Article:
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There are currently four cases open involving the United States in Spain’s National Court: two related to Guantanamo; one to the killing of a Spanish news cameraman by the U.S. military in an attack on a hotel in Baghdad; and one about CIA flights taking prisoners to Guantanamo or other prisons, which is investigating whether Spanish authorities knew about and allowed stopovers of those flights in Spain.
Spain's principle of universal jurisdiction allows it to prosecute crimes, such as genocide and torture, that are so hideous that they must be tried in some court, even if Spain has no connection to the case.
Spanish politicians across the political spectrum have joined prosecutors and judges in condemning Guantanamo. Many Spaniards hope Spain’s National Court cases on Guantanamo will prompt the United States to conduct its own investigation.
“In principle, universal jurisdiction should not be applied to democratic countries. A democratic country is understood to have its own courts. But the United States used a base in Guantanamo to violate democratic principles in that country and avoid its own courts,” said international law professor Francisco Jimenez, from King Juan Carlos University.
It wouldn’t be the first time that a case in Spain’s National Court was followed by trials in the countries where the crimes were committed. Antonio Segura, a lawyer in the National Court’s trial that sent an Argentine military officer to prison, said trials took place in Argentina after Spain’s court sentenced the officer for crimes against humanity. Jimenez said that one of the practical effects of universal jurisdiction is that “it creates awareness that impunity is not possible.” He said that following the National Court case against Pinochet, “judicial actions were activated in Chile” even though Pinochet was ultimately not brought to Spain.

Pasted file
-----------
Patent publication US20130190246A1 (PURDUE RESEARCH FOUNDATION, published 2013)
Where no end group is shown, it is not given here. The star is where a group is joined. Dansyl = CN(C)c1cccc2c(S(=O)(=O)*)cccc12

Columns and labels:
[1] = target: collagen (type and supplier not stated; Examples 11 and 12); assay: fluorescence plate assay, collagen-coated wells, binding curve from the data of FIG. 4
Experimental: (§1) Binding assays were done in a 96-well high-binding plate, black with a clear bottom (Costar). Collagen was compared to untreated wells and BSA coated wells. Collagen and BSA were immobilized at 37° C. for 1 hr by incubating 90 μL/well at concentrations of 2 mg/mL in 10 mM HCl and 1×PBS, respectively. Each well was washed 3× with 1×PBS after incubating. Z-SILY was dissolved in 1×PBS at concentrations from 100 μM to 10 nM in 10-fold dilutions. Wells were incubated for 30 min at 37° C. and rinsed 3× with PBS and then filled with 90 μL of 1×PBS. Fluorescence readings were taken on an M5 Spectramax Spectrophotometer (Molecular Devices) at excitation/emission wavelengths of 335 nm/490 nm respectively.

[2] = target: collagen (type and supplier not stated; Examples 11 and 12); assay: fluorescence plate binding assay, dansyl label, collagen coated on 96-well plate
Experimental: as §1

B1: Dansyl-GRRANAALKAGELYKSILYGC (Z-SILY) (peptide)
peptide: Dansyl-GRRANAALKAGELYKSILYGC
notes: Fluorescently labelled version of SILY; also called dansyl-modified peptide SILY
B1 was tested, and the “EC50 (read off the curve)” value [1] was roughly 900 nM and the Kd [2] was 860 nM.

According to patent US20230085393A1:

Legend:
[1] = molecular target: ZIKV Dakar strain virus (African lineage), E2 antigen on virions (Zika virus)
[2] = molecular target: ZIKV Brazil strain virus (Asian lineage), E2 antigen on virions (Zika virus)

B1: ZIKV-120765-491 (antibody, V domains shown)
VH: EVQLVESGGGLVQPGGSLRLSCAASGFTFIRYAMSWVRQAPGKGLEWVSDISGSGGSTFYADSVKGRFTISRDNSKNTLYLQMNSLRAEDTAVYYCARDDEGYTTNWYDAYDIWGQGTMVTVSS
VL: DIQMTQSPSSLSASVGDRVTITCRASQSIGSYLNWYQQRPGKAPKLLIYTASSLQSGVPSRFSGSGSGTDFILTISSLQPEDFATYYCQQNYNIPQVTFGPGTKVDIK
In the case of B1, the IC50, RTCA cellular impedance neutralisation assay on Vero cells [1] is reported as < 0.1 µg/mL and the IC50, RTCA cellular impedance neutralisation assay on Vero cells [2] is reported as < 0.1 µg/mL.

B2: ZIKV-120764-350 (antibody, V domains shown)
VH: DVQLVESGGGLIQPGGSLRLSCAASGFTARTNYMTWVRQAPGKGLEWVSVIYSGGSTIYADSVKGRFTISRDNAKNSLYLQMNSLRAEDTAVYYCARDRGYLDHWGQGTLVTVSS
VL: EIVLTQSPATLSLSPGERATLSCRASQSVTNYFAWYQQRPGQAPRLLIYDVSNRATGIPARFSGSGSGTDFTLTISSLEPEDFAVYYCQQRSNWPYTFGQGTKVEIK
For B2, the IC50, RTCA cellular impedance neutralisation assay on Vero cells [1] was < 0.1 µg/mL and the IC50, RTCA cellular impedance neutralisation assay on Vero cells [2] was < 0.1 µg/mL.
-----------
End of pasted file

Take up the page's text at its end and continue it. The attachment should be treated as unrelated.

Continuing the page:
If the United States does not open investigations, there is a good chance these cases will continue in Spain, even if the planned reform to the legislation takes effect, as there were Spanish prisoners in Guantanamo. Since it is unlikely the United States would extradite its nationals to Spain, international arrest warrants would be issued, and those accused would risk detention if they traveled abroad.